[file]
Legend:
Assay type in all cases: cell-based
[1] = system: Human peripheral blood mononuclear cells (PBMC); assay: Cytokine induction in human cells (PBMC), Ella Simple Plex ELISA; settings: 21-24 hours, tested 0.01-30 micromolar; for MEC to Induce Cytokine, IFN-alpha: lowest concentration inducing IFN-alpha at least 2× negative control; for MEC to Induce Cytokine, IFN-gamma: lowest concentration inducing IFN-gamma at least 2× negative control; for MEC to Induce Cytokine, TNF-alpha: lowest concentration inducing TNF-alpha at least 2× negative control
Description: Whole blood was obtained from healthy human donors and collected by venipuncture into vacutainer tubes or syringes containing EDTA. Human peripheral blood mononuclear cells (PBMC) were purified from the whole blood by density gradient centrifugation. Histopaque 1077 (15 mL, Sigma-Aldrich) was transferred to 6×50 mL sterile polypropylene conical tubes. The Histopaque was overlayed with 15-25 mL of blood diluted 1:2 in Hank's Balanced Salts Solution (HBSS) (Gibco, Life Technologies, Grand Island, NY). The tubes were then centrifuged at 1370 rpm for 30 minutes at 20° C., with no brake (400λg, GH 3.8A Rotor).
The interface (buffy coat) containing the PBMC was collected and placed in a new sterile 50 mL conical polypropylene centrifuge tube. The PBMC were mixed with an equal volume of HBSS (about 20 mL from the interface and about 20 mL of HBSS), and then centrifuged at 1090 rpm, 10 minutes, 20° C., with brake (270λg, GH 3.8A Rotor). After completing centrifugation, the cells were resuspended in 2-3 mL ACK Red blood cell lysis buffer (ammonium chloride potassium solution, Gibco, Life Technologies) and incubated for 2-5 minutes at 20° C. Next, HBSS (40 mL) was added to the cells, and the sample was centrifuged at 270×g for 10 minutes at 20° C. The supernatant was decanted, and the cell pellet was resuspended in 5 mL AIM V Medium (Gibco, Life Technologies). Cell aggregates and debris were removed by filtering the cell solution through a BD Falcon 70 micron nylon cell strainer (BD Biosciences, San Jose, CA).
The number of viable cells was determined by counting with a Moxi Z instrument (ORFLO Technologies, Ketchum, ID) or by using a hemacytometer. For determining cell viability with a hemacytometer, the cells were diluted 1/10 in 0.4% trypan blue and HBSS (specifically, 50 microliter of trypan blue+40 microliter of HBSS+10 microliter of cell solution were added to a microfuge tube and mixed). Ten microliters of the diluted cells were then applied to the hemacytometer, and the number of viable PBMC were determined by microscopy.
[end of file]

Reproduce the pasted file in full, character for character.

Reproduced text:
Legend:
Assay type in all cases: cell-based
[1] = system: Human peripheral blood mononuclear cells (PBMC); assay: Cytokine induction in human cells (PBMC), Ella Simple Plex ELISA; settings: 21-24 hours, tested 0.01-30 micromolar; for MEC to Induce Cytokine, IFN-alpha: lowest concentration inducing IFN-alpha at least 2× negative control; for MEC to Induce Cytokine, IFN-gamma: lowest concentration inducing IFN-gamma at least 2× negative control; for MEC to Induce Cytokine, TNF-alpha: lowest concentration inducing TNF-alpha at least 2× negative control
Description: Whole blood was obtained from healthy human donors and collected by venipuncture into vacutainer tubes or syringes containing EDTA. Human peripheral blood mononuclear cells (PBMC) were purified from the whole blood by density gradient centrifugation. Histopaque 1077 (15 mL, Sigma-Aldrich) was transferred to 6×50 mL sterile polypropylene conical tubes. The Histopaque was overlayed with 15-25 mL of blood diluted 1:2 in Hank's Balanced Salts Solution (HBSS) (Gibco, Life Technologies, Grand Island, NY). The tubes were then centrifuged at 1370 rpm for 30 minutes at 20° C., with no brake (400λg, GH 3.8A Rotor).
The interface (buffy coat) containing the PBMC was collected and placed in a new sterile 50 mL conical polypropylene centrifuge tube. The PBMC were mixed with an equal volume of HBSS (about 20 mL from the interface and about 20 mL of HBSS), and then centrifuged at 1090 rpm, 10 minutes, 20° C., with brake (270λg, GH 3.8A Rotor). After completing centrifugation, the cells were resuspended in 2-3 mL ACK Red blood cell lysis buffer (ammonium chloride potassium solution, Gibco, Life Technologies) and incubated for 2-5 minutes at 20° C. Next, HBSS (40 mL) was added to the cells, and the sample was centrifuged at 270×g for 10 minutes at 20° C. The supernatant was decanted, and the cell pellet was resuspended in 5 mL AIM V Medium (Gibco, Life Technologies). Cell aggregates and debris were removed by filtering the cell solution through a BD Falcon 70 micron nylon cell strainer (BD Biosciences, San Jose, CA).
The number of viable cells was determined by counting with a Moxi Z instrument (ORFLO Technologies, Ketchum, ID) or by using a hemacytometer. For determining cell viability with a hemacytometer, the cells were diluted 1/10 in 0.4% trypan blue and HBSS (specifically, 50 microliter of trypan blue+40 microliter of HBSS+10 microliter of cell solution were added to a microfuge tube and mixed). Ten microliters of the diluted cells were then applied to the hemacytometer, and the number of viable PBMC were determined by microscopy.